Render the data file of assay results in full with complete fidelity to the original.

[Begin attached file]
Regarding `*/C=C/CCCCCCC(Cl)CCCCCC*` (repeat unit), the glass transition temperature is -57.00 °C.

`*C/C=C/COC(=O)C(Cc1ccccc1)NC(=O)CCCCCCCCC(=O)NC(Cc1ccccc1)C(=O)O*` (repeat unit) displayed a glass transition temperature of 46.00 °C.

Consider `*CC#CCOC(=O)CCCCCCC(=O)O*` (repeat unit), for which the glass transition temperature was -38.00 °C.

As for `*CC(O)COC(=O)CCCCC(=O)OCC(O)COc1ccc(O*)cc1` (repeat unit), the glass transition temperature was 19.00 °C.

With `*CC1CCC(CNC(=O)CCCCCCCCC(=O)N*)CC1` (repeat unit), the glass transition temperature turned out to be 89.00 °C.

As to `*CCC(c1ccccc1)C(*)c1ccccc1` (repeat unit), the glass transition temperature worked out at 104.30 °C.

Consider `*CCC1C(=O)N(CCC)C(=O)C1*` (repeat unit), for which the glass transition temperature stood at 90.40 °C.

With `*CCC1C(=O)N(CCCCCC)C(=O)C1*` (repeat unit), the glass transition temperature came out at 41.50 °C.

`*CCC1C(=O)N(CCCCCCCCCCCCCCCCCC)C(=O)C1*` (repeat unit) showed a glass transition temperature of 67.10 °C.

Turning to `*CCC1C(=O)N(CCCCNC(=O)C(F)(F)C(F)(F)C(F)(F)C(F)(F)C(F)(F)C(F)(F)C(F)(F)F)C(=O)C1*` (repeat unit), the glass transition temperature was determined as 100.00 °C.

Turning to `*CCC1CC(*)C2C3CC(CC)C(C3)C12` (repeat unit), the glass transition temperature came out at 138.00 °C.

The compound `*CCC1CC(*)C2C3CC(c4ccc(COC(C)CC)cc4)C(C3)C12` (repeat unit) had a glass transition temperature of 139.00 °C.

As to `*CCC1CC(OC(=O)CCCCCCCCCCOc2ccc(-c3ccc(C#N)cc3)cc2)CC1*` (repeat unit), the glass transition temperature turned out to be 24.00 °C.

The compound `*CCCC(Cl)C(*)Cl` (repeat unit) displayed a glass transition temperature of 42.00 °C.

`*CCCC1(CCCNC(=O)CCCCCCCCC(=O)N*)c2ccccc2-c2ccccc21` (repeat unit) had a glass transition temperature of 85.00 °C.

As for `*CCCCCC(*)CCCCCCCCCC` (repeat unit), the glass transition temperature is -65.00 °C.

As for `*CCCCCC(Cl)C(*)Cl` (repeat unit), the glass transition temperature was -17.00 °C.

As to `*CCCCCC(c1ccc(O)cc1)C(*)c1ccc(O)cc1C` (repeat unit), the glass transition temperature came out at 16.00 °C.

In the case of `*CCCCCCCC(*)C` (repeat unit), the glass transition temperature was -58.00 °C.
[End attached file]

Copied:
Regarding `*/C=C/CCCCCCC(Cl)CCCCCC*` (repeat unit), the glass transition temperature is -57.00 °C.

`*C/C=C/COC(=O)C(Cc1ccccc1)NC(=O)CCCCCCCCC(=O)NC(Cc1ccccc1)C(=O)O*` (repeat unit) displayed a glass transition temperature of 46.00 °C.

Consider `*CC#CCOC(=O)CCCCCCC(=O)O*` (repeat unit), for which the glass transition temperature was -38.00 °C.

As for `*CC(O)COC(=O)CCCCC(=O)OCC(O)COc1ccc(O*)cc1` (repeat unit), the glass transition temperature was 19.00 °C.

With `*CC1CCC(CNC(=O)CCCCCCCCC(=O)N*)CC1` (repeat unit), the glass transition temperature turned out to be 89.00 °C.

As to `*CCC(c1ccccc1)C(*)c1ccccc1` (repeat unit), the glass transition temperature worked out at 104.30 °C.

Consider `*CCC1C(=O)N(CCC)C(=O)C1*` (repeat unit), for which the glass transition temperature stood at 90.40 °C.

With `*CCC1C(=O)N(CCCCCC)C(=O)C1*` (repeat unit), the glass transition temperature came out at 41.50 °C.

`*CCC1C(=O)N(CCCCCCCCCCCCCCCCCC)C(=O)C1*` (repeat unit) showed a glass transition temperature of 67.10 °C.

Turning to `*CCC1C(=O)N(CCCCNC(=O)C(F)(F)C(F)(F)C(F)(F)C(F)(F)C(F)(F)C(F)(F)C(F)(F)F)C(=O)C1*` (repeat unit), the glass transition temperature was determined as 100.00 °C.

Turning to `*CCC1CC(*)C2C3CC(CC)C(C3)C12` (repeat unit), the glass transition temperature came out at 138.00 °C.

The compound `*CCC1CC(*)C2C3CC(c4ccc(COC(C)CC)cc4)C(C3)C12` (repeat unit) had a glass transition temperature of 139.00 °C.

As to `*CCC1CC(OC(=O)CCCCCCCCCCOc2ccc(-c3ccc(C#N)cc3)cc2)CC1*` (repeat unit), the glass transition temperature turned out to be 24.00 °C.

The compound `*CCCC(Cl)C(*)Cl` (repeat unit) displayed a glass transition temperature of 42.00 °C.

`*CCCC1(CCCNC(=O)CCCCCCCCC(=O)N*)c2ccccc2-c2ccccc21` (repeat unit) had a glass transition temperature of 85.00 °C.

As for `*CCCCCC(*)CCCCCCCCCC` (repeat unit), the glass transition temperature is -65.00 °C.

As for `*CCCCCC(Cl)C(*)Cl` (repeat unit), the glass transition temperature was -17.00 °C.

As to `*CCCCCC(c1ccc(O)cc1)C(*)c1ccc(O)cc1C` (repeat unit), the glass transition temperature came out at 16.00 °C.

In the case of `*CCCCCCCC(*)C` (repeat unit), the glass transition temperature was -58.00 °C.